How to Remove Paint From Wood Furniture

by Natalie
6 Materials
3 Days

When paint is chipping, peeling or completely damaged, we've got to get that paint off of the furniture before we can do anything else to it. So let's talk about how to remove paint from furniture.

This is what the dresser looked like before we started to work on it. The paint was chipping off because of water damage.

We were planning on painting it a dark grey, but we had to get the old paint off before we could paint it again.

Otherwise the new paint would just chip off with the old stuff, and it would look horrible!

We started by testing the paint for lead.

Yes you can still remove lead based paint, and you don't need to call in a pro. You can do it by yourself with a few safety precautions.

The white paint tested negative for lead, but the gold paint tested positive.

When you have lead based paint, it's best to remove it with a chemical stripper instead of sanding it. I wouldn't recommend sanding anyway because it's usually a much longer process, especially when you add in all the details on furniture.

Also be sure to gear up with your safety gear that is recommended for lead removal, so you don't ingest it in any way.

We put a nice thick layer of Citristrip Stripper all over the dresser and covered it with plastic wrap to make the stripper work longer and better.

The plastic wrap really works wonders, you neeeeeed to try it!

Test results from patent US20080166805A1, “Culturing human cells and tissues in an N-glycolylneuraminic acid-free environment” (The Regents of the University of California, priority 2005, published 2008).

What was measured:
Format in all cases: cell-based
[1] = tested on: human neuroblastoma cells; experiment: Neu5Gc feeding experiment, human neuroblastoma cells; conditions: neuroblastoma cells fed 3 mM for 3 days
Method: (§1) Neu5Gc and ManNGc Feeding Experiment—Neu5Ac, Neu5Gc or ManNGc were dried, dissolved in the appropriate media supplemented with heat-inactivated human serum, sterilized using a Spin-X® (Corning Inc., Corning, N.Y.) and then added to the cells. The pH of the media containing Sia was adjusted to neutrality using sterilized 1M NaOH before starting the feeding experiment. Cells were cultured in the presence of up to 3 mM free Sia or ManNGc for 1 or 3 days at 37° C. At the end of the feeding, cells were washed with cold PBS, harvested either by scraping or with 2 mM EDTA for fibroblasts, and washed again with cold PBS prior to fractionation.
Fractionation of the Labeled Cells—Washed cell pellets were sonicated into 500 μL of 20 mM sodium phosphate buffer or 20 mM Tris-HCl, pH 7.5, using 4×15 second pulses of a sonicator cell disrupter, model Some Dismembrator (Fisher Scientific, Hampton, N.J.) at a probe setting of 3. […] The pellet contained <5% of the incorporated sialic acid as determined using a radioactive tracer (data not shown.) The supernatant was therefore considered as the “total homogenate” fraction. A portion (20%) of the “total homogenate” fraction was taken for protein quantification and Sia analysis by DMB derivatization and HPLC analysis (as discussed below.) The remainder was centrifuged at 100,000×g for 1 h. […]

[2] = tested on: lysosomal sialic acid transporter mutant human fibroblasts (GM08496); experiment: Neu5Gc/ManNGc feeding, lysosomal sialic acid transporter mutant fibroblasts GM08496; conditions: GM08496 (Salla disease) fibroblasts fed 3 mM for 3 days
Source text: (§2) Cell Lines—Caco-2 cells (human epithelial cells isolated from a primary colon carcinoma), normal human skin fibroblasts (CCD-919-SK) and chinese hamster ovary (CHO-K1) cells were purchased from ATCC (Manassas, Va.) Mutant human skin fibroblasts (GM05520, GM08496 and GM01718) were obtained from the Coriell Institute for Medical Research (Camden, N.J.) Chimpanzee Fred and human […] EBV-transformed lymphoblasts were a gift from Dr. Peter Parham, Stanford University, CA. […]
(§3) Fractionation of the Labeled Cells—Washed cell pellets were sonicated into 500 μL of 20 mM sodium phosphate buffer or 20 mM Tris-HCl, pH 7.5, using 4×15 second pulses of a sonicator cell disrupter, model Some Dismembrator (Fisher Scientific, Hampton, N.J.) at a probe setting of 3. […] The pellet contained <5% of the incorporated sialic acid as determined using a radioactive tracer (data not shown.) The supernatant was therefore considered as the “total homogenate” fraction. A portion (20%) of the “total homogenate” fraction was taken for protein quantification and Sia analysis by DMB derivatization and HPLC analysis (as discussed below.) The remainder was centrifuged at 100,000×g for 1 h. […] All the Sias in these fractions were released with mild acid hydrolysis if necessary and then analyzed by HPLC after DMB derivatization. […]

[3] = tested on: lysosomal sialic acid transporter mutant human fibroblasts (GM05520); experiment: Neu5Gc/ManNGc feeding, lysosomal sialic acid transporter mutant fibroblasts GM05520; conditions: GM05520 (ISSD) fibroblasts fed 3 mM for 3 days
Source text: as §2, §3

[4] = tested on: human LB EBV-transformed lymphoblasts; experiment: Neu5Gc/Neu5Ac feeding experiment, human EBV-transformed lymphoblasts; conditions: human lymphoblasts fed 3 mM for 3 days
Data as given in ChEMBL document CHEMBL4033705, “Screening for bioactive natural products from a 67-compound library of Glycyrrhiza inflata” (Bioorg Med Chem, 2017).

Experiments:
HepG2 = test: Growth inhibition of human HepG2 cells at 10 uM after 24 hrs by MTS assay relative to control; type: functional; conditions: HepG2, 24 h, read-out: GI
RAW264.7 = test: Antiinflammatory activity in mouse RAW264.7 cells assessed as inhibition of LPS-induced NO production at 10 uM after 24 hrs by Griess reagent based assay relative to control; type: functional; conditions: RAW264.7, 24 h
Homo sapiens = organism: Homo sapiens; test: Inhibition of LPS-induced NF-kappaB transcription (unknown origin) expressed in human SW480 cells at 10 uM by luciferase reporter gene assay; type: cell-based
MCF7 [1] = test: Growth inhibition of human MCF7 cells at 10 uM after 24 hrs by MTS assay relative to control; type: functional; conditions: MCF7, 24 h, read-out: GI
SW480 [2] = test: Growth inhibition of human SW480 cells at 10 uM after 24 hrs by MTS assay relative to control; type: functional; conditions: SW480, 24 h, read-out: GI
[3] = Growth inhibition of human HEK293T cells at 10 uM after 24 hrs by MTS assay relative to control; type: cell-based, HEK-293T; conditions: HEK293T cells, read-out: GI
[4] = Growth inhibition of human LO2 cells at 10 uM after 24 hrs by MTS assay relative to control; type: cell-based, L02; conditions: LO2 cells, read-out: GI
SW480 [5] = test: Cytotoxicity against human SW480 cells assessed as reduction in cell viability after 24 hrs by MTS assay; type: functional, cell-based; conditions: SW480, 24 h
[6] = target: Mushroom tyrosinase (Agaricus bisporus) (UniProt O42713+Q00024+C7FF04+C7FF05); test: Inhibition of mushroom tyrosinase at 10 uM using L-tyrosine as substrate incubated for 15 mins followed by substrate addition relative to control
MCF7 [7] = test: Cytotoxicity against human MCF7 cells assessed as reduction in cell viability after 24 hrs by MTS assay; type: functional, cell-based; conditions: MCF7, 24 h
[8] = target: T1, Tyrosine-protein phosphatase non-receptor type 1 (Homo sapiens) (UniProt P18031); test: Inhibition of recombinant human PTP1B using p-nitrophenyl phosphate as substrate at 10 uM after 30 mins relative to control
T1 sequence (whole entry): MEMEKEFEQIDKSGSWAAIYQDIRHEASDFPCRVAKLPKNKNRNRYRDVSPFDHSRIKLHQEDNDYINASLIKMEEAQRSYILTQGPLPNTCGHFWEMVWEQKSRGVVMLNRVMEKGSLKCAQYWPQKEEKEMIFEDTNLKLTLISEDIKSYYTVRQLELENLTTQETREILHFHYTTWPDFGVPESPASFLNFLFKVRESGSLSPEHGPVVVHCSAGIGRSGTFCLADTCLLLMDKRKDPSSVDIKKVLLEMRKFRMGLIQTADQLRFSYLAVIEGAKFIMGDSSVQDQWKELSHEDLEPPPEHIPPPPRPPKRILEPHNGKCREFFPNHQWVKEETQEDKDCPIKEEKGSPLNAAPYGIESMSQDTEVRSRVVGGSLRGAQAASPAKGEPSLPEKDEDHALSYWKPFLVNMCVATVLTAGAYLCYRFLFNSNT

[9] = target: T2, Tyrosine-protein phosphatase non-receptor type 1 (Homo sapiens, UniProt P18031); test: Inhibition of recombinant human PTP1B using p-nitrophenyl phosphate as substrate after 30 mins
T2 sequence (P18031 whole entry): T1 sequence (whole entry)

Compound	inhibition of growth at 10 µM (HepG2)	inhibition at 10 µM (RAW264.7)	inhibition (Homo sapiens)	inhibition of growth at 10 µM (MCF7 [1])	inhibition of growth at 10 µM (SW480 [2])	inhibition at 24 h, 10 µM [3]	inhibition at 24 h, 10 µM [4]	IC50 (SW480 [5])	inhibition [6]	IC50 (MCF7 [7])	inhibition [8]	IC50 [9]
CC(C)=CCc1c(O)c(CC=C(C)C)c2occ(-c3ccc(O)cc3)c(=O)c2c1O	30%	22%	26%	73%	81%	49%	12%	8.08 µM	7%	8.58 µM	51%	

After we let it sit overnight, we removed the plastic wrap one section at a time and then scrapped off the paint and stripper.

Then we cleaned up the residue with mineral spirits and fine steel wool. And then we let the dresser dry for a day or so.

Once it was dry we sanded the wood down nice and smooth.

Instead of painting the dresser grey, we decided to go with a raw wood look.

So we sealed the wood with poly and finished off the "raw wood" look with a thin coat of a homemade cream colored wax.

Here it is all finished up with new hardware!!

Get even more details on this process over on our blog!

P.S. This post contains some affiliate links. These help you to find the products that we use, and they don't cost you a thing. But the company might pay us a small amount for sharing.

Suggested materials:
  • Citristrip Stripper
  • Plastic Wrap
  • Scraper
See all materials
Want more details about this and other DIY projects? Check out my blog post!
Frequently asked questions
Have a question about this project?
3 of 6 questions
  • Pam Davis Pam Davis on Nov 24, 2018

    Any thoughts on veneer?

  • Bridgette Saunders Bridgette Saunders on Mar 20, 2019

    How do you distress wood look for cabinets? And dry bush how to do it

  • Sharon Sharon on Sep 06, 2020

    It looks great and I appreciate that you can use a chemical stripper on lead paint but I was wondering about the disposal of the used stripper with the lead paint in it. Does it need to be disposed of as hazardous waste or is it safe to dispose of in the regular trash?

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2 of 36 comments
  • Imp Imp on Sep 06, 2021

    Love it. The dark hardware is perfect on this piece.

  • Leslie Leslie on Sep 07, 2021

    Brava, brava, brava, Natalie, I have on various occasions warned about lead paint on wood with paint that is 1978 and older. That is when the law for using lead in paint went into effect. I wouldn't go by that date alone since many people still used what they had after 1978. People can get the test kits in HD or Lowes or similar establishments. They cost about $10.00 or with what is happening with inflation the price may have increased. Your bureau came out lovely. Thank you for sharing especially about the testing of old paint.♥️👍️♥️